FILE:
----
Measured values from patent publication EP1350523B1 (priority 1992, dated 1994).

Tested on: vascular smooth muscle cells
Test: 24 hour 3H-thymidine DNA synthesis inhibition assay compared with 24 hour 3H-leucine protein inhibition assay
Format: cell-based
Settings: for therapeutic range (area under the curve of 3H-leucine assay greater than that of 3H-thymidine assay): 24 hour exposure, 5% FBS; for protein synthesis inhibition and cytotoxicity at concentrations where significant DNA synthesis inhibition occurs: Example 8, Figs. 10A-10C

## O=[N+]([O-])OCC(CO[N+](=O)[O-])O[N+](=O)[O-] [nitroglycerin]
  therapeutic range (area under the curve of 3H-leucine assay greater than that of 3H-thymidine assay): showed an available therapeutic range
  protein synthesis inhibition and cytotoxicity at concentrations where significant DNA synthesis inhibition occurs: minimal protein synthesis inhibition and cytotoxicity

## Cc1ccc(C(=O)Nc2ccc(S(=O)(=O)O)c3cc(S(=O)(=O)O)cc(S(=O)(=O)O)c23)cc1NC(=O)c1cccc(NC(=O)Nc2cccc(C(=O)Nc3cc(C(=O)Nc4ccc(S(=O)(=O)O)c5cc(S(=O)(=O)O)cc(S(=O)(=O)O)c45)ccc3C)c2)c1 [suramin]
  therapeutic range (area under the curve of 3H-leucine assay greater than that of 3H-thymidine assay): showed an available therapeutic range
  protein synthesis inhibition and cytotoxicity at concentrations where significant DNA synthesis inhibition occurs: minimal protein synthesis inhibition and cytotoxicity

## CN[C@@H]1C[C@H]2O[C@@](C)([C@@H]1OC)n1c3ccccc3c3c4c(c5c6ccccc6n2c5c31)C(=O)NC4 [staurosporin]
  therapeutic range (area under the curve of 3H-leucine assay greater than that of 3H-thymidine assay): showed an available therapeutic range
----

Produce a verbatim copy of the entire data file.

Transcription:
Measured values from patent publication EP1350523B1 (priority 1992, dated 1994).

Tested on: vascular smooth muscle cells
Test: 24 hour 3H-thymidine DNA synthesis inhibition assay compared with 24 hour 3H-leucine protein inhibition assay
Format: cell-based
Settings: for therapeutic range (area under the curve of 3H-leucine assay greater than that of 3H-thymidine assay): 24 hour exposure, 5% FBS; for protein synthesis inhibition and cytotoxicity at concentrations where significant DNA synthesis inhibition occurs: Example 8, Figs. 10A-10C

## O=[N+]([O-])OCC(CO[N+](=O)[O-])O[N+](=O)[O-] [nitroglycerin]
  therapeutic range (area under the curve of 3H-leucine assay greater than that of 3H-thymidine assay): showed an available therapeutic range
  protein synthesis inhibition and cytotoxicity at concentrations where significant DNA synthesis inhibition occurs: minimal protein synthesis inhibition and cytotoxicity

## Cc1ccc(C(=O)Nc2ccc(S(=O)(=O)O)c3cc(S(=O)(=O)O)cc(S(=O)(=O)O)c23)cc1NC(=O)c1cccc(NC(=O)Nc2cccc(C(=O)Nc3cc(C(=O)Nc4ccc(S(=O)(=O)O)c5cc(S(=O)(=O)O)cc(S(=O)(=O)O)c45)ccc3C)c2)c1 [suramin]
  therapeutic range (area under the curve of 3H-leucine assay greater than that of 3H-thymidine assay): showed an available therapeutic range
  protein synthesis inhibition and cytotoxicity at concentrations where significant DNA synthesis inhibition occurs: minimal protein synthesis inhibition and cytotoxicity

## CN[C@@H]1C[C@H]2O[C@@](C)([C@@H]1OC)n1c3ccccc3c3c4c(c5c6ccccc6n2c5c31)C(=O)NC4 [staurosporin]
  therapeutic range (area under the curve of 3H-leucine assay greater than that of 3H-thymidine assay): showed an available therapeutic range